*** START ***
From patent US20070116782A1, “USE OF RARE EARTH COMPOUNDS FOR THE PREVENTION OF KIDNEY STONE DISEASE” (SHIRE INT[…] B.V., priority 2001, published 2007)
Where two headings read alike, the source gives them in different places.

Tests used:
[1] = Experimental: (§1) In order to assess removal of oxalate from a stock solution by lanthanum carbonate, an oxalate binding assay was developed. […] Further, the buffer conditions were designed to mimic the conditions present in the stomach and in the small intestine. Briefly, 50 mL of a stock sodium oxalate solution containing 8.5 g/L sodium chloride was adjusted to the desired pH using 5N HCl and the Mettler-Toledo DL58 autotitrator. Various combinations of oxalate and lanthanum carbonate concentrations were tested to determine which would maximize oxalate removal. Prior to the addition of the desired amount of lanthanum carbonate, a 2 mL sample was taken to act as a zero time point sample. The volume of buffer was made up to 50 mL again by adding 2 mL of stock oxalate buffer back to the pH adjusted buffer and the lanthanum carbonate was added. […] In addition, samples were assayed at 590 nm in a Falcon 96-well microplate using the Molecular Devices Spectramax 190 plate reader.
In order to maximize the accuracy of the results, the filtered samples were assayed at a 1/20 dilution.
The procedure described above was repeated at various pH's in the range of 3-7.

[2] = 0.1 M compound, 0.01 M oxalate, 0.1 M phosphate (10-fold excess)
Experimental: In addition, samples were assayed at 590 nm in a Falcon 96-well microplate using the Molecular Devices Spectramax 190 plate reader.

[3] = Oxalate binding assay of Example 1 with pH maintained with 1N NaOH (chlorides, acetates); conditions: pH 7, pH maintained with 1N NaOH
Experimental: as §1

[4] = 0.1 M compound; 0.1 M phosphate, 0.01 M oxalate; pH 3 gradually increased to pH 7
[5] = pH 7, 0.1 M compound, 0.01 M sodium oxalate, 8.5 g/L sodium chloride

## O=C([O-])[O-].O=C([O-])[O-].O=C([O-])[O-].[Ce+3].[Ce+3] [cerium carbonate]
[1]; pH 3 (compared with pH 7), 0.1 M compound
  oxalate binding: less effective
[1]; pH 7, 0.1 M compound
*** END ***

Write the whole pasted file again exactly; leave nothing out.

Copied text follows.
From patent US20070116782A1, “USE OF RARE EARTH COMPOUNDS FOR THE PREVENTION OF KIDNEY STONE DISEASE” (SHIRE INT[…] B.V., priority 2001, published 2007)
Where two headings read alike, the source gives them in different places.

Tests used:
[1] = Experimental: (§1) In order to assess removal of oxalate from a stock solution by lanthanum carbonate, an oxalate binding assay was developed. […] Further, the buffer conditions were designed to mimic the conditions present in the stomach and in the small intestine. Briefly, 50 mL of a stock sodium oxalate solution containing 8.5 g/L sodium chloride was adjusted to the desired pH using 5N HCl and the Mettler-Toledo DL58 autotitrator. Various combinations of oxalate and lanthanum carbonate concentrations were tested to determine which would maximize oxalate removal. Prior to the addition of the desired amount of lanthanum carbonate, a 2 mL sample was taken to act as a zero time point sample. The volume of buffer was made up to 50 mL again by adding 2 mL of stock oxalate buffer back to the pH adjusted buffer and the lanthanum carbonate was added. […] In addition, samples were assayed at 590 nm in a Falcon 96-well microplate using the Molecular Devices Spectramax 190 plate reader.
In order to maximize the accuracy of the results, the filtered samples were assayed at a 1/20 dilution.
The procedure described above was repeated at various pH's in the range of 3-7.

[2] = 0.1 M compound, 0.01 M oxalate, 0.1 M phosphate (10-fold excess)
Experimental: In addition, samples were assayed at 590 nm in a Falcon 96-well microplate using the Molecular Devices Spectramax 190 plate reader.

[3] = Oxalate binding assay of Example 1 with pH maintained with 1N NaOH (chlorides, acetates); conditions: pH 7, pH maintained with 1N NaOH
Experimental: as §1

[4] = 0.1 M compound; 0.1 M phosphate, 0.01 M oxalate; pH 3 gradually increased to pH 7
[5] = pH 7, 0.1 M compound, 0.01 M sodium oxalate, 8.5 g/L sodium chloride

## O=C([O-])[O-].O=C([O-])[O-].O=C([O-])[O-].[Ce+3].[Ce+3] [cerium carbonate]
[1]; pH 3 (compared with pH 7), 0.1 M compound
  oxalate binding: less effective
[1]; pH 7, 0.1 M compound